So my long-term changes (both for me and my clients):

1. better load management
2. changing my squatting and deadlifting technique
3. first thing in the morning: limbering exercises (this is something I used with a few clients and it works great so far - supersets of horse stand holds and head to toes pulses for 2weeks. After this time the body seems to wake up limber and ready for movement)
4. gently moving (Feldenkrais style) during acute pain/injury/inflammation stage
5. low back skin pulling and solo joint cracking
6. lunge clinic sequence (combination of exercise that I give to my advanced clients- https://www.facebook.com/More2train/videos/320323811793731/ )
7. add slow speed walking daily
8.  strengthening exercises for the big three: psoas, QL, glute med (I heard about this concept from Jordan Shallow and I liked it a lot - these muscles control the middle of the body)
9.  strengthening exercises for the thoraco-lumbar fascia: lats, glutes, external obliques+TVA
10. moving and sweating a lot (nowadays I move a lot - I go almost everywhere on foot, I do 4 training session with barbells, 2 sessions with rings and ST, 2 dance sessions, 3-4 boxing session, 0-1 horse riding session, 3-5 handstand session and I do a lot of movements while showing them to my clients).

I can write so much more on every topic in order to show the bigger picture and the results I see in my work, but it is damn hard to summarize it. Probably it is best to say that my approach is to start working on a particular goal/problem and gradually work on everything else.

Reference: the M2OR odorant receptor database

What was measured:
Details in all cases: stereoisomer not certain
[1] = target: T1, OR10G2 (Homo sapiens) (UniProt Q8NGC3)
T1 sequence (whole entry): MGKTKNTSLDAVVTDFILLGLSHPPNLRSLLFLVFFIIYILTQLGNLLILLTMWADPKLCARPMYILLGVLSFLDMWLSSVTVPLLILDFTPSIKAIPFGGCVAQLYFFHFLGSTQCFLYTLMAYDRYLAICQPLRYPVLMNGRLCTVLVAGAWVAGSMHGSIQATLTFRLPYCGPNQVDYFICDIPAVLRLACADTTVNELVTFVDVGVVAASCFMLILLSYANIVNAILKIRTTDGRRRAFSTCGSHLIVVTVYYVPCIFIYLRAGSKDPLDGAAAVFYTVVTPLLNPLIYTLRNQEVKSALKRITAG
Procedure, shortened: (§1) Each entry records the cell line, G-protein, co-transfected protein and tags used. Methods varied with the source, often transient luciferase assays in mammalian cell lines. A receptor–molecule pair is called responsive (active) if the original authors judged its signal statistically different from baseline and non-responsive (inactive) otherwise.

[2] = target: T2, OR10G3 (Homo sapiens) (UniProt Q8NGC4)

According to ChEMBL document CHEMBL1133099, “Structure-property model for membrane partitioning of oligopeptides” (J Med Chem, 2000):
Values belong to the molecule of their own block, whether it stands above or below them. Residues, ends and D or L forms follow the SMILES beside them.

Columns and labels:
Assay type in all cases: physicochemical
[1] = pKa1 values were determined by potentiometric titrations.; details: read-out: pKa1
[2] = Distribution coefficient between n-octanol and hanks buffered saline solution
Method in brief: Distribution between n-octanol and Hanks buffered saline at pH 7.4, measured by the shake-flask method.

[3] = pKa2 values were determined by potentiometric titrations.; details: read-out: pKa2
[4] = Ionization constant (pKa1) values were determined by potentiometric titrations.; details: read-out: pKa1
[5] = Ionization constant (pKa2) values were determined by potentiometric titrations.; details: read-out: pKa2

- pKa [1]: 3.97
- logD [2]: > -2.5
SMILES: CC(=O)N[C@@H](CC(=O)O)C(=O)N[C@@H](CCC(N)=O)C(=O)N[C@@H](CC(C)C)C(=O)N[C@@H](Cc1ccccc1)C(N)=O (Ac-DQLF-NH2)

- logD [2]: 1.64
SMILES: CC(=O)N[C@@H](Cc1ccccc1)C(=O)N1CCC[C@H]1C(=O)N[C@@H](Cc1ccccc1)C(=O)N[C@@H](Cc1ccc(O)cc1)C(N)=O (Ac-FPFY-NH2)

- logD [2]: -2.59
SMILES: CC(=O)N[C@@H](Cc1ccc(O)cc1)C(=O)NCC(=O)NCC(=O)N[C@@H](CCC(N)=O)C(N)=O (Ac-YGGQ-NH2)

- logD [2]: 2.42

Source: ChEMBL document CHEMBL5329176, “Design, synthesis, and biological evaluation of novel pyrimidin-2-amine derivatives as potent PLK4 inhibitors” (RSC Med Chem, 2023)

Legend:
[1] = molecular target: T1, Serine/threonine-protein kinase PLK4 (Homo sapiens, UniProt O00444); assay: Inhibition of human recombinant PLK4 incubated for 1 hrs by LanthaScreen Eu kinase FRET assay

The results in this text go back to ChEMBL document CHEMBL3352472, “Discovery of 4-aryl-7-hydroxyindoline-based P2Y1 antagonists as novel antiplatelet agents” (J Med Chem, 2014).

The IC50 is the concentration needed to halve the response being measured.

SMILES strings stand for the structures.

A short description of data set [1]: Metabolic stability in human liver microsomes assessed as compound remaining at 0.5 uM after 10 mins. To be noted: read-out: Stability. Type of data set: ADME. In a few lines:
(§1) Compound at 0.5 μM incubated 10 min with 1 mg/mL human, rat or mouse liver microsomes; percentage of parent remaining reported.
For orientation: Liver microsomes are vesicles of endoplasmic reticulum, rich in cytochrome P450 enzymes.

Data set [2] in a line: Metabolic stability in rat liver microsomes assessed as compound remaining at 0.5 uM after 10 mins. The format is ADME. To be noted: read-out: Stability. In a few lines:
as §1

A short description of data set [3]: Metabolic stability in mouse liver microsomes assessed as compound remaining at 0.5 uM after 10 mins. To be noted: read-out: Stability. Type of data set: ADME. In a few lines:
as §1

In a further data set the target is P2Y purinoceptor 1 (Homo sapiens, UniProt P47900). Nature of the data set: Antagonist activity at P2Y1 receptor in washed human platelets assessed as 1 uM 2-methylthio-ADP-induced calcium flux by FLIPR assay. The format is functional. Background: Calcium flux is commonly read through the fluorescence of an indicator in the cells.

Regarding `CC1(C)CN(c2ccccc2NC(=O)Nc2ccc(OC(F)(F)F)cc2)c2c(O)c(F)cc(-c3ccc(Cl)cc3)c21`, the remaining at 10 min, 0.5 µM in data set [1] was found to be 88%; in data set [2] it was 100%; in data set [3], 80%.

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Brilliant, @nick_kuchedav:

Reading this detailed description tells me that you absolutely have got the ST method, completely. Really, ST is nothing more than tinkering with your body and mind, over time, taking notice of what leads to greater comfort/relaxation, and what doesn't, and going with only the former. Bravo. 

What you describe parallels my own journey almost identically, too.

You wrote:


nowadays I believe the reason was one-sided psoas cramp

I am certain this is accurate—and in my own case, when this happens, there is no pain in psoas, only in QL on the same side. I think this is massively unknown in the practitioner world. I developed our floor HF stretch exactly to be able to still do when the back is in spasm—and the stronger ones flowed naturally from this.

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Thanks, Sensei! 

7 hours ago, Kit_L said:

I am certain this is accurate—and in my own case, when this happens, there is no pain in psoas, only in QL on the same side.

And IMO the stronger (and longer) the spasm becomes- 1.the greater the pain, 2.the worse your assessment about what is happening will be.

I had a period of time that it was just so terribly painful without the ability to define where the pain is. 

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On 10/17/2018 at 2:23 AM, Kit_L said:

I have taken this program down for now; we will be re-launching with a free e-book, containing all my latest thinking on this widespread problem.

By taking down the program do you mean a new edition of ONAP is going to be released or there's going to be a new series introduced?

Or is it just taking down the ONAP information website?

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@Nmnb: I mean that I have "unpublished" (to use Vimeo's jargon) the follow-along 6-program series (Overcome back pain, so 'OBP') while we work out the best way to promote it using the free ebook. We are not marketers, so this will take a little time. The current edition of the book (Overcome neck & back pain, 4th edition, with its accompanying DVD Update, available on Vimeo) is still available.

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@Kit_L My bad, I didn't realize this was OBP and not ONAP.

I've been following S&F and so far so good, also considered getting ONAP for friends and family. I don't know if they'd benefit more from a video follow along or a book, so I'm still questioning what to get.